6 Types of Welds and When to Use Each

What are the 6 types of welds and when should you use each type?

Officially, there are 5 types of weld joints: butt, T-joint, lap, edge, and corner. However, many might consider tack welding to be a sixth—and very useful—type. The type of weld joint necessary depends on many factors, least of which is the amount of stress the weld may endure.

Interested in learning more about the 6 types of welds? Keep reading! We’ll discuss each type of weld in-depth, including when to use each one and for what applications. You’ve probably seen many of these welding joint types in your everyday life. You just haven’t stopped to consider and respect their usefulness.

It’s All About Positioning

Welding is defined as joining 2 separate pieces of metal together, through a process of melting material from both components and adding additional material. Welding 101 teaches us that. However, to simplify the welding process in so many words means we lose a certain amount of complexity associated with the task. Amperage, filler rod makeup, puddle size: these are all just minor examples of the thought process necessary to achieving proper welds. And that’s not even considering the metals sitting on the welding table in front of you.

Really, the correct type of weld joint in any given situation depends on how you are joining the 2 pieces of metal. Do you need to overlap them? Will there be an outside force or forces acting upon either (a) the 2 metals or (b) the joint itself? The answers to these questions can often mean the difference between a large structure withstanding large amounts of force or buckling under high/heavy pressure.

The 5 types of welding joints differentiate themselves based on how you join the 2 metal pieces. The positioning of the 2 in regard to one another often gives away which type of weld joint you’ll need to use, but there can often be multiple ways to achieve the same result. As we discuss each type, consider which factors and applications most closely fit your project.

While theorizing how a joint might react to stress can be easy for some, there’s no replacement for real-world stress environments. Ideally, you’ll want to create a few test pieces if you’re unsure of what weld joint to use, but a general rule of thumb states the stronger you can make it, the better.

The 6 Types of Weld Joints

Let’s take a closer look at each of those 5 types of welding joints, along with tack welds. If you’re already familiar with the 5 types, you’re probably aware of the usefulness of tack welds. However, if you’d like to learn more about tack welds specifically, skip down to the end of this section for more information. It’s crucial to know of these 5 types, but of all, tack welds will come in handy the most. In fact, you may find you use tack welds more often than you do any other kind of weld joint.

Butt Weld Joints

The first type of weld joint we’ll discuss is the butt weld. This is perhaps the most common type of weld joint because the 2 pieces of metal are joined on the same plane, butted up against each other. Think of putting one piece of bread right next to another on the table. The side which joins both pieces utilizes a butt weld. That is, when you’re actually joining metal. Not bread.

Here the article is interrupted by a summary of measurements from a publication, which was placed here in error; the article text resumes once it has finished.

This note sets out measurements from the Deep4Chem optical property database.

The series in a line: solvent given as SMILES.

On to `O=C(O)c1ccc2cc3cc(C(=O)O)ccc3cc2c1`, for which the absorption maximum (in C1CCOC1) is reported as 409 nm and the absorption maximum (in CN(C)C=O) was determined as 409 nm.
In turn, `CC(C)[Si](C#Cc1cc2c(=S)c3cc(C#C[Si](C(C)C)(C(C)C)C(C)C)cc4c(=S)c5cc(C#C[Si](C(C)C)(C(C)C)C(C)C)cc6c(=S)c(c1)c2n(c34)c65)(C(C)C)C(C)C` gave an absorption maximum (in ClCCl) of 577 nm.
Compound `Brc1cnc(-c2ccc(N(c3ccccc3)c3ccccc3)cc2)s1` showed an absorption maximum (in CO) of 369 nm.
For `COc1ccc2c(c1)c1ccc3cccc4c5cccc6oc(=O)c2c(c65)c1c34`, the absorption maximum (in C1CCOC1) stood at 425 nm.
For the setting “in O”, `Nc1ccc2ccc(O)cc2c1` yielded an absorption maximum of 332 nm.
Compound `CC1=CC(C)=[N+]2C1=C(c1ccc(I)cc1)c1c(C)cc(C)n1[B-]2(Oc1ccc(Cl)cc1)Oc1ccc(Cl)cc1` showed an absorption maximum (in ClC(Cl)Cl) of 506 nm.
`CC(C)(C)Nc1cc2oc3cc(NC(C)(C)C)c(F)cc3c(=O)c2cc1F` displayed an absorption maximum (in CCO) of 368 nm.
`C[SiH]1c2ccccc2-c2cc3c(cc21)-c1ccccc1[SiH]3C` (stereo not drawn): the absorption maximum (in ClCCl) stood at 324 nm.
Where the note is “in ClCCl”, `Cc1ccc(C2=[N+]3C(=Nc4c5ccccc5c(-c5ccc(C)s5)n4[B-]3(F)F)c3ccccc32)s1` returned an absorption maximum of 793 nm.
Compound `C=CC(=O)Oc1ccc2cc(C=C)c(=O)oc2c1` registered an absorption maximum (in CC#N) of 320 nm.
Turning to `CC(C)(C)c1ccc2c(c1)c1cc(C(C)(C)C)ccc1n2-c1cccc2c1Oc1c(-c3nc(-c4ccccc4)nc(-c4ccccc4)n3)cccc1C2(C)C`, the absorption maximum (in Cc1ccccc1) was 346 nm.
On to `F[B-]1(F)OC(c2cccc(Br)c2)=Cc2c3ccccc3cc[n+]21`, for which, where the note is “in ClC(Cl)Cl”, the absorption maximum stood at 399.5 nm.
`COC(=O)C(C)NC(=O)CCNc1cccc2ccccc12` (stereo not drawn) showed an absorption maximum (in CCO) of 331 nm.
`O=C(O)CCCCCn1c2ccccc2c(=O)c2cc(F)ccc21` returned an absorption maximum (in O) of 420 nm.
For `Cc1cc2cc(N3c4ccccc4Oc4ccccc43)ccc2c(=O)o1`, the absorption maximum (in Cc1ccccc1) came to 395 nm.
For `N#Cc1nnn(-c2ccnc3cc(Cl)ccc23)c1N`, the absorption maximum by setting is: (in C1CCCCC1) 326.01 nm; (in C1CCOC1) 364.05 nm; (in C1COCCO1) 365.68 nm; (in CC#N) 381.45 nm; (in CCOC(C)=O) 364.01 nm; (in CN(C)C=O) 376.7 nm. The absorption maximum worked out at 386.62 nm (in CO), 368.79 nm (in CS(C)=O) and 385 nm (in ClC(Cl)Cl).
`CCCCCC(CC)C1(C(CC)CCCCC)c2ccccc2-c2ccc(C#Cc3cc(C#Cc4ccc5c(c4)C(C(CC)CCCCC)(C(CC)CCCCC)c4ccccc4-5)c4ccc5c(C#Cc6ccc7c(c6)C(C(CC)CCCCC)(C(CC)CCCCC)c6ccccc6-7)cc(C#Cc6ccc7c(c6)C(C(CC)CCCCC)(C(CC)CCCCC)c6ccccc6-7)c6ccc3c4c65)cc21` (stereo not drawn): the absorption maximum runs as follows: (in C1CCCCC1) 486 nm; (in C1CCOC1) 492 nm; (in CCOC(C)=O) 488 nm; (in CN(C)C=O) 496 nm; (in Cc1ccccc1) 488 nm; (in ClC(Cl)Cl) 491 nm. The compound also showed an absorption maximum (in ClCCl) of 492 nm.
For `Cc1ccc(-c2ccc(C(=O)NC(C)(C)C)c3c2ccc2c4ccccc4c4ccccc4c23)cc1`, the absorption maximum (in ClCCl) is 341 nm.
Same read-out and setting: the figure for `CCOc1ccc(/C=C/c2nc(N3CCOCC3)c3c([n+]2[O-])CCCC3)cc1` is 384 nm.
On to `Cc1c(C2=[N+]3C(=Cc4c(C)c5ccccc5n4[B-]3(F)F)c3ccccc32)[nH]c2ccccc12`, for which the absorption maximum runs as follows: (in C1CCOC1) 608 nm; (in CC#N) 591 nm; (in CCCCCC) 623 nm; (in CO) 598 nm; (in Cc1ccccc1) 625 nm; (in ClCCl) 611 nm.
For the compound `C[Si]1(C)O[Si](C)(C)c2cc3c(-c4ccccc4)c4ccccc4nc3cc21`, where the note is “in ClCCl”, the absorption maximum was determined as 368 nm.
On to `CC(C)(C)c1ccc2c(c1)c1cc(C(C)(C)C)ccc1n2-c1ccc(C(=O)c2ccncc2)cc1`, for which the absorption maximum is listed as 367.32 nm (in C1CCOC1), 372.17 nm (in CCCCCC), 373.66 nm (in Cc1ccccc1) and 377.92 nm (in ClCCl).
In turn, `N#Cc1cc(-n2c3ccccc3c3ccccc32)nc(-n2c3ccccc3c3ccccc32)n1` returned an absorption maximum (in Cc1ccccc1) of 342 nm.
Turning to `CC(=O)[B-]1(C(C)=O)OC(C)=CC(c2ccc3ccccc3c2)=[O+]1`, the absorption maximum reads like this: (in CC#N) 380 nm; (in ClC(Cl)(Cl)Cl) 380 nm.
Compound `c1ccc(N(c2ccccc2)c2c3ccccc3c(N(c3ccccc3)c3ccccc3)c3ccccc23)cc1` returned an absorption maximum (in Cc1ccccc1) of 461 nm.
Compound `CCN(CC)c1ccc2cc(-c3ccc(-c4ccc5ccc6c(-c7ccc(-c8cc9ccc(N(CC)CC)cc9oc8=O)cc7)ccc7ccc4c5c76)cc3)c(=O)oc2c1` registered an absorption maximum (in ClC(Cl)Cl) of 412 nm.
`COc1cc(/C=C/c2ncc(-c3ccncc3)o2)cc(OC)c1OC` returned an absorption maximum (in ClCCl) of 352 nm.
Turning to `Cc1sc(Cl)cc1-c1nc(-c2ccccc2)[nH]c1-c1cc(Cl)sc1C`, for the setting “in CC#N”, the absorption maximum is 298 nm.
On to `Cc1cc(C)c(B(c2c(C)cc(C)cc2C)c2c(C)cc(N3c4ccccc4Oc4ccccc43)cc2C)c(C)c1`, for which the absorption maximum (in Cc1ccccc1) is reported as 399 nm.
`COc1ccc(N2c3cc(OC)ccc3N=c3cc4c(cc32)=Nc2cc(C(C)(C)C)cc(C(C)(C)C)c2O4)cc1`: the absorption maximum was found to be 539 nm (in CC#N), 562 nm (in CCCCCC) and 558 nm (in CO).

In using a butt weld joint, it’s crucial to consider the penetration and quality of your welds. Butt welds hold up best against lots of stress when done properly. While even the best butt welds will shrink across the seam of the joint, expert welders should use that contraction to their advantage. Pull the metals together tighter and the overall piece should be stronger than the 2 are separately.

If you’re looking to maintain a smooth surface, a butt weld is your go-to joint. Because butt welds require deep penetration and only work across one plane, it’s easy to weld your pieces and grind any excess bead flat. For this reason, butt welds are plentiful and often used in fabrication. WeldingGeek.com states butt welds are used in pipes, fittings, and frames, and if you look hard enough, butt welds shouldn’t be hard to spot. Butt welds are easy for automated welders since there’s very little skill involved, so you’re likely to have more butt welds in your life than you might imagine.

T-Joint Welds 

Perhaps one of the most visually self-explanatory weld joints, T-joints (sometimes written as tee-joints) meld one piece of metal across the flat surface of another piece of metal. Essentially, you have an upside-down “T” shape. You can also think of T-joint welds as having a pair of 90-degree angles opposite one another.

For this reason, among others, T-joints are most common in construction welding. The flat base allows for structural support. Because T-joints require welding on 2 sides of the work pieces, they are often stronger than other common types of weld joints. They may require gusseting in some cases. Drawing upon the high structural integrity of the triangle shape, gusseted T-joint welds could be stronger than even butt welds might be.

Lap Weld Joints 

The easiest way to remember how lap weld joints look is to think of overlapping pieces of metal. While lap joints might not be the strongest joint out there, they are a great way to extend your work piece to get the job done.

Lap joints are typically welded across the longest seam of the 2 work pieces, at minimum. Depending on the application and stress factors, you might also want to place the weld bead all the way around the joint itself. Placing the bead across the longest seams ensures higher rigidity in the final piece. The individual pieces themselves cannot break away from one another without first encountering the welded joint.